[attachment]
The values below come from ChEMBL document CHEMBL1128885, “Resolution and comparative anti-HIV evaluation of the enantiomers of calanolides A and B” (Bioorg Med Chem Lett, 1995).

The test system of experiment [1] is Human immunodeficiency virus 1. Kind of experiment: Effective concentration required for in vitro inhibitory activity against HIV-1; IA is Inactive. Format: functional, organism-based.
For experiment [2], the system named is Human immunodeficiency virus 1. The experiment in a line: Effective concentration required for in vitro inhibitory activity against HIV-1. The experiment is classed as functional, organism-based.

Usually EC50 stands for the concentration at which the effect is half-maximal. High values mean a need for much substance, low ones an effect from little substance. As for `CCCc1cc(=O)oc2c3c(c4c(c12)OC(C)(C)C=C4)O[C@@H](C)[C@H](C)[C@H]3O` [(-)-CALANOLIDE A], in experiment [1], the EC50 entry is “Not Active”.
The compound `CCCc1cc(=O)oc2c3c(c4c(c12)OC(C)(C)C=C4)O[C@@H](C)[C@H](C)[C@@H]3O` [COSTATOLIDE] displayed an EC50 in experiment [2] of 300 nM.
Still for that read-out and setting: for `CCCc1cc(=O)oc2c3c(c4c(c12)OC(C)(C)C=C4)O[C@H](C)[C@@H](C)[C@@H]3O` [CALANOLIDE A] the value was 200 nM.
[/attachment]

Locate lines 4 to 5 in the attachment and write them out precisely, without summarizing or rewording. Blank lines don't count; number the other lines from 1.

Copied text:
Usually EC50 stands for the concentration at which the effect is half-maximal. High values mean a need for much substance, low ones an effect from little substance. As for `CCCc1cc(=O)oc2c3c(c4c(c12)OC(C)(C)C=C4)O[C@@H](C)[C@H](C)[C@H]3O` [(-)-CALANOLIDE A], in experiment [1], the EC50 entry is “Not Active”.
The compound `CCCc1cc(=O)oc2c3c(c4c(c12)OC(C)(C)C=C4)O[C@@H](C)[C@H](C)[C@@H]3O` [COSTATOLIDE] displayed an EC50 in experiment [2] of 300 nM.